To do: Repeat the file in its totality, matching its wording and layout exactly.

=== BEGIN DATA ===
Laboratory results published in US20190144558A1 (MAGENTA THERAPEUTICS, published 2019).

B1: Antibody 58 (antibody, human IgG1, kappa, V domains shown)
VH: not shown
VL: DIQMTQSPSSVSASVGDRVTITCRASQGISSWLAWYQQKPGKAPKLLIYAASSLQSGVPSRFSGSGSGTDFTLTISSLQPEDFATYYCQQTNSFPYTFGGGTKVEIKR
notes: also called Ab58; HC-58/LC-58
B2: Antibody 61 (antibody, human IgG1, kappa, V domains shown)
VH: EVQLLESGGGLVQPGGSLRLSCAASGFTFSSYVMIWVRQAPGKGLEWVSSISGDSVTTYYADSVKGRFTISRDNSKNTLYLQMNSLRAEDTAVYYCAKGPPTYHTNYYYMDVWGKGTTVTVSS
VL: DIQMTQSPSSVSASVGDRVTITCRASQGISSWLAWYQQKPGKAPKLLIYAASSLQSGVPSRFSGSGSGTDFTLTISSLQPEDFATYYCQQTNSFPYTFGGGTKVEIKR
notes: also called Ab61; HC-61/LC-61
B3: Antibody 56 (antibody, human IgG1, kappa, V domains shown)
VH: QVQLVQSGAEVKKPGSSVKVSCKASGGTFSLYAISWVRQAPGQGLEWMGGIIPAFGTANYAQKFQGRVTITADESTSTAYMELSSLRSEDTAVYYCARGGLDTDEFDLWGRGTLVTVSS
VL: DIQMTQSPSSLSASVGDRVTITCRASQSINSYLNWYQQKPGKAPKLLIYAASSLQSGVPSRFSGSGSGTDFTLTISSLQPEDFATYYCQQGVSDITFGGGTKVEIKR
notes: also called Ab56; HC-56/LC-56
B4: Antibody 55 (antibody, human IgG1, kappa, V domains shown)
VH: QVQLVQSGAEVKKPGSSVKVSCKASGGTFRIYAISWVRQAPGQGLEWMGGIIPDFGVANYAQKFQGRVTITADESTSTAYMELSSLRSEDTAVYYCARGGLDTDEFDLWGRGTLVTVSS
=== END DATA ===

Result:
Laboratory results published in US20190144558A1 (MAGENTA THERAPEUTICS, published 2019).

B1: Antibody 58 (antibody, human IgG1, kappa, V domains shown)
VH: not shown
VL: DIQMTQSPSSVSASVGDRVTITCRASQGISSWLAWYQQKPGKAPKLLIYAASSLQSGVPSRFSGSGSGTDFTLTISSLQPEDFATYYCQQTNSFPYTFGGGTKVEIKR
notes: also called Ab58; HC-58/LC-58
B2: Antibody 61 (antibody, human IgG1, kappa, V domains shown)
VH: EVQLLESGGGLVQPGGSLRLSCAASGFTFSSYVMIWVRQAPGKGLEWVSSISGDSVTTYYADSVKGRFTISRDNSKNTLYLQMNSLRAEDTAVYYCAKGPPTYHTNYYYMDVWGKGTTVTVSS
VL: DIQMTQSPSSVSASVGDRVTITCRASQGISSWLAWYQQKPGKAPKLLIYAASSLQSGVPSRFSGSGSGTDFTLTISSLQPEDFATYYCQQTNSFPYTFGGGTKVEIKR
notes: also called Ab61; HC-61/LC-61
B3: Antibody 56 (antibody, human IgG1, kappa, V domains shown)
VH: QVQLVQSGAEVKKPGSSVKVSCKASGGTFSLYAISWVRQAPGQGLEWMGGIIPAFGTANYAQKFQGRVTITADESTSTAYMELSSLRSEDTAVYYCARGGLDTDEFDLWGRGTLVTVSS
VL: DIQMTQSPSSLSASVGDRVTITCRASQSINSYLNWYQQKPGKAPKLLIYAASSLQSGVPSRFSGSGSGTDFTLTISSLQPEDFATYYCQQGVSDITFGGGTKVEIKR
notes: also called Ab56; HC-56/LC-56
B4: Antibody 55 (antibody, human IgG1, kappa, V domains shown)
VH: QVQLVQSGAEVKKPGSSVKVSCKASGGTFRIYAISWVRQAPGQGLEWMGGIIPDFGVANYAQKFQGRVTITADESTSTAYMELSSLRSEDTAVYYCARGGLDTDEFDLWGRGTLVTVSS